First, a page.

By default, facets returns a maximum of 100 facet values for each faceted field. You can change this value using the maxValuesPerFacet property of the faceting index settings.

    Facet stats

    When using the facets parameter, Meilisearch results include a facetStats object. facetStats contains the lowest (min) and highest (max) numerical values across all documents in each facet.

    facetStats is useful when creating UI components such as range sliders. These allow users to refine their search by selecting from a range of facet values.


    Meilisearch ignores numeric strings like "21" when computing facetStats.

    The following response shows the lowest and highest book ratings when searching for "classic":


    If none of the matching documents have a numeric value for a facet, that facet is not included in the facetStats object. Since rating was the only numeric facet in our example, it is the only facet returned in the facetStats object.

    Facet types

    Conjunctive facets

    Conjunctive facets use the AND logical operator. When users select multiple values for a facet, returned results must contain all selected facet values.

    With conjunctive facets, when a user selects English from the language facet, all returned books must be in English. If the user further narrows down the search by selecting Fiction and Literature as genres, all returned books must be in English and contain both genres.

    "language = English AND genres = Fiction AND genres = Literature"

    The GIF below shows how the facet count for genres updates to only include books that meet all three conditions.

    Selecting English books with 'Fiction' and 'Literature' as 'genres' for the books dataset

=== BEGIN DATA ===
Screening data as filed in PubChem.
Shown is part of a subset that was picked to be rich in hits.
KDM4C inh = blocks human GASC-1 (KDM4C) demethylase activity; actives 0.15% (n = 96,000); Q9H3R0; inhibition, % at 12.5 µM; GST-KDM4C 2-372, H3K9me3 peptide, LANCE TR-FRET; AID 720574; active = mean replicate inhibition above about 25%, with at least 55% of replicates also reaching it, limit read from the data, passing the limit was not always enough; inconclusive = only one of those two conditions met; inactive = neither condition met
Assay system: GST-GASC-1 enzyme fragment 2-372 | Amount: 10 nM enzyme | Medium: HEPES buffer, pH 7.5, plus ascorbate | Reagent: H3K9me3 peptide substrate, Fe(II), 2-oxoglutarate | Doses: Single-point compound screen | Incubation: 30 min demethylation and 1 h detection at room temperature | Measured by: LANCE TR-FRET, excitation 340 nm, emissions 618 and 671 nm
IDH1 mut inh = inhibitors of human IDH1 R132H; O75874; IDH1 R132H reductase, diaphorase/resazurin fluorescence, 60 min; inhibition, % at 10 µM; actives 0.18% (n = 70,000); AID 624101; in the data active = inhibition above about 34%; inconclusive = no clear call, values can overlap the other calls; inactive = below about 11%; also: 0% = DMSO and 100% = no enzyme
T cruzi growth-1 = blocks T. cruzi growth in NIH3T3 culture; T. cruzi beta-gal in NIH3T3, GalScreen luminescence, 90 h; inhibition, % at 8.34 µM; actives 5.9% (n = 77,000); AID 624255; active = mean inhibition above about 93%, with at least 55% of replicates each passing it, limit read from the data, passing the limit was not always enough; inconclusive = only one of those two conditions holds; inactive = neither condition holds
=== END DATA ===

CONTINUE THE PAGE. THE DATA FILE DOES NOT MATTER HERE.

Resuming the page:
Disjunctive facets

    Disjunctive facets use the OR logical operator. When users select multiple values for a facet, returned results must contain at least one of the selected values.

    With disjunctive facets, when a user selects Fiction, and Literature, Meilisearch returns all books that are either Fiction, Literature, or both:

    "genres = Fiction OR genres = Literature"

    The GIF below shows the books dataset with disjunctive facets. Notice how the facet count for genres updates based on the selection.

    Selecting 'Fiction' and 'Literature' as 'genres' for the books dataset

    Combining conjunctive and disjunctive facets

    It is possible to create search queries with both conjunctive and disjunctive facets.

    For example, a user might select English and French from the language facet so they can see books written either in English or in French. This query uses an OR operator and is a disjunctive facet:

    "language = English OR language = French"

    The same user might also be interested in literary fiction books and select Fiction and Literature as genres. Since the user wants a specific combination of genres, their query uses an AND operator:

    "genres = Fiction AND genres = Literature"

    The user can combine these two filter expressions in one by wrapping them in parentheses and using an AND operator:

    "(language = English OR language = French) AND (genres = Fiction AND genres = Literature)"

    The GIF below shows the books dataset with conjunctive and disjunctive facets. Notice how the facet count for each facet updates based on the selection.

    Selecting 'Fiction' and 'Literature' as 'genres' for English books